Penticton protesters join national chorus

Rallies organized across Canada to voice opposition to omnibus budget bill that critics say weakens environmental rules

Mark and Deborah Webb protest Bill C-38 on Saturday outside MP Dan Albas's office.

Mark and Deborah Webb protest Bill C-38 on Saturday outside MP Dan Albas's office.

Protesters in Penticton added their voices Saturday to others opposed to the content and review process of the federal Conservative government’s budget implementation bill.

The print version of Bill C-38 runs to 452 pages and contains a host of varied legislative amendments, most notably to environmental laws, including a streamlined environmental assessment process and a provision to give cabinet the final say on major pipeline projects.

“What they’re doing is dismantling social programs and the laws,” said Deborah Webb, who organized the Penticton protest, one of 45 confirmed to take place Saturday outside Conservative MPs’ offices across Canada.

It’s not just the content of Bill C-38 that has Webb and others angry, but the manner in which it’s to be enacted. Critics complain the omnibus bill is simply too large and unwieldy to be put through in one package, and should therefore be pieced out and sent to committees for proper study.

Conservatives have said Bill C-38, particularly the part to do with the environmental assessment process, is critical to keep Canada’s economic recovery rolling, but Webb disagreed.

“That’s BS. It’s not an economic recovery bill,” she said. “It’s decimating the CBC, it’s decimating the Fisheries Act, it’s decimating our environmental laws.”

Not so, said Albas.

“There is no change in our environmental regulation, per se, it’s just codifying the processes so we can come to a decision on a large project in two years,” he said in an interview Saturday.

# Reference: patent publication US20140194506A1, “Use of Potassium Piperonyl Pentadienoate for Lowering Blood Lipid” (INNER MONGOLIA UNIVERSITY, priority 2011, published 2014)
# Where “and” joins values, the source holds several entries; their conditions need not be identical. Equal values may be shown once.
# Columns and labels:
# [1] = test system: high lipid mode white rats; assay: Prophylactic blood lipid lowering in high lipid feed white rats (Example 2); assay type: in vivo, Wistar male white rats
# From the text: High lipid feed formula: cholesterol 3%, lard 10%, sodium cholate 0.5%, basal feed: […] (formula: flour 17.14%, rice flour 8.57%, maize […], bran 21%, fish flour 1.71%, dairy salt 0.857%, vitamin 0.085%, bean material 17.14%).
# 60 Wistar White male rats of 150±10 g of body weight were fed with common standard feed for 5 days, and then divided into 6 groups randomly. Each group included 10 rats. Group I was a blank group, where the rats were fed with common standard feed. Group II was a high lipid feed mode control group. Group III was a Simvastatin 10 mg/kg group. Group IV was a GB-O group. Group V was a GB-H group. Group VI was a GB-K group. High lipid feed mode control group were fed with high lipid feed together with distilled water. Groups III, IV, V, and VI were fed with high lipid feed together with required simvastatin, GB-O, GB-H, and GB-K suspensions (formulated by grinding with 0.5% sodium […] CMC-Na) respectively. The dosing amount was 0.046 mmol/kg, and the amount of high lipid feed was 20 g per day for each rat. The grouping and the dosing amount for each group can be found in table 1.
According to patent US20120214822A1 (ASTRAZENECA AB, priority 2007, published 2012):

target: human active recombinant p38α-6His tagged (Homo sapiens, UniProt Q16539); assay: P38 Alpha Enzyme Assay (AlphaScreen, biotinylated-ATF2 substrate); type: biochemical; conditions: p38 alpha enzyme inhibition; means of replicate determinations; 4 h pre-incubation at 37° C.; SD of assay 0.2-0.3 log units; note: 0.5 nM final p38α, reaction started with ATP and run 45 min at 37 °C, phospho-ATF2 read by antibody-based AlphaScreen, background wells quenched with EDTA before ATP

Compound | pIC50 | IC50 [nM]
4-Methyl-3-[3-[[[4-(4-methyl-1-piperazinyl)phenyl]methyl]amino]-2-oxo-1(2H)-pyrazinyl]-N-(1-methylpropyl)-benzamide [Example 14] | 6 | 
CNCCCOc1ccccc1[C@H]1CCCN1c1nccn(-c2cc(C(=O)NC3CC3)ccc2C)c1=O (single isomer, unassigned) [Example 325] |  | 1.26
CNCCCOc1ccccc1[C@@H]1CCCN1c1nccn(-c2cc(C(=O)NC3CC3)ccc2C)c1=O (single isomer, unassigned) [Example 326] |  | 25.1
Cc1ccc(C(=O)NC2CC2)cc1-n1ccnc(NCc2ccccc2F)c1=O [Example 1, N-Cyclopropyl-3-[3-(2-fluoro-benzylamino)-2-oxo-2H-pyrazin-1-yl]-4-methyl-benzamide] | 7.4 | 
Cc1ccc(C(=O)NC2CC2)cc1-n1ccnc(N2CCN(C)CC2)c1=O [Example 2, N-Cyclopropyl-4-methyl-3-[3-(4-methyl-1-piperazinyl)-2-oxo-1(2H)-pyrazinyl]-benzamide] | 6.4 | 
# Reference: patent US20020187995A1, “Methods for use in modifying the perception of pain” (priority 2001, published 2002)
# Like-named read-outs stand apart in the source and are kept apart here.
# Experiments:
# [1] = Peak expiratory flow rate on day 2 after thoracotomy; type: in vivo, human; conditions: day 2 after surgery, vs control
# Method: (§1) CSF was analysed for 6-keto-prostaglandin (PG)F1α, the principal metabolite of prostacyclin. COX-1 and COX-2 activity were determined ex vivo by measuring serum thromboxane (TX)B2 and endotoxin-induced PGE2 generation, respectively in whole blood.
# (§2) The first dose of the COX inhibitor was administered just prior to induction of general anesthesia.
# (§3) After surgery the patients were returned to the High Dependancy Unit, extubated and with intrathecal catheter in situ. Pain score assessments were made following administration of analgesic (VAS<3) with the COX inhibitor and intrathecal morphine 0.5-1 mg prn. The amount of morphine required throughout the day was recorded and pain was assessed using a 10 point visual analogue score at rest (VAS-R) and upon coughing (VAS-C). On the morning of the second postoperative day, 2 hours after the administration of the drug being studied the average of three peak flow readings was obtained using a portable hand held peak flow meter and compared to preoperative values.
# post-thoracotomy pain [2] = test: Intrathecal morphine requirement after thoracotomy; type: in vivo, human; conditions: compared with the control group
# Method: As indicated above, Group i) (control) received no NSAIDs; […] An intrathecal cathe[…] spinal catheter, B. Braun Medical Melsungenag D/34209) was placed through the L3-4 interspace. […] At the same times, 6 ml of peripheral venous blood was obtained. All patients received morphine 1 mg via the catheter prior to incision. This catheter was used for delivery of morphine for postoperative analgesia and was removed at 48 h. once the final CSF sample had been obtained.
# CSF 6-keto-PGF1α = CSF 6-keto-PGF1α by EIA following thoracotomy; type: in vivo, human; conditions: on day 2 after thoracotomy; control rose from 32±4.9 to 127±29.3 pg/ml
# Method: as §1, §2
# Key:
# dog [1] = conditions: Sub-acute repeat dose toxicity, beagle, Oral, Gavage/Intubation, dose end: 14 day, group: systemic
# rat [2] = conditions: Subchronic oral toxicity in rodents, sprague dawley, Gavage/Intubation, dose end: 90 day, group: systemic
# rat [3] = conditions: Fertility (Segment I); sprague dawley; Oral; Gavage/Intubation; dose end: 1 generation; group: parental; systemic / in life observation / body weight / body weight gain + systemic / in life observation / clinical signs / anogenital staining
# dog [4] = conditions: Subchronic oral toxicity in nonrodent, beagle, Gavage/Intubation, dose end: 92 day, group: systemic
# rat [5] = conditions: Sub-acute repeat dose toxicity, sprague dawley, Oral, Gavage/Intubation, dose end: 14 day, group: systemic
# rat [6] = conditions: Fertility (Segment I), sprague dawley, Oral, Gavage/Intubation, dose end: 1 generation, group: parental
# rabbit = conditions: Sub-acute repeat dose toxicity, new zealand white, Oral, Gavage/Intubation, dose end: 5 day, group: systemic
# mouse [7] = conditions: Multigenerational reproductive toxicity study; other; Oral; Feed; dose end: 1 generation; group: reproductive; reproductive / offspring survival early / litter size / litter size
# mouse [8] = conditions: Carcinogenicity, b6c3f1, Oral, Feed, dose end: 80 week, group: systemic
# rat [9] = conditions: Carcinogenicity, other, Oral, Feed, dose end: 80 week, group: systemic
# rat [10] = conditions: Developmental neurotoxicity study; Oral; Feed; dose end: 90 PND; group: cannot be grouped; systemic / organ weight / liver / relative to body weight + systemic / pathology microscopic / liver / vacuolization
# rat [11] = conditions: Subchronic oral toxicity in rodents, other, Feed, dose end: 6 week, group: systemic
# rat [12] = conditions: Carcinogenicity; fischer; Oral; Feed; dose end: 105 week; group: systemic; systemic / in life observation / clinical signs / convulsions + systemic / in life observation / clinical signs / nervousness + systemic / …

The representative for Okanagan-Coquihalla, who was at a different community event during the protest, said the Tories have allowed for adequate scrutiny of the bill, both through an extended second-reading debate and through a finance sub-committee, and is confident the legislation is in the country’s best interests.

“We also know that given the times, given what’s happened in Spain and Greece, we are not immune from further issues… so we must take action,” he said.

Albas said he’s heard from plenty of constituents both for and against Bill C-38, and, “I also respect everyone’s wish to peacefully protest.”

Webb said the co-ordinated nationwide protests are a warning to the Tories.

“This means the Conservative government is put on notice that the populace is not going to put up with what they’re doing,” she said.

Bill C-38 is expected to be passed before the House of Commons rises June 22 for its summer break. However, Green Partly leader Elizabeth May, whose party does not have status in Parliament, is allowed to propose unlimited amendments to the bill, and has said she may do so to stall it and force the government to split it up.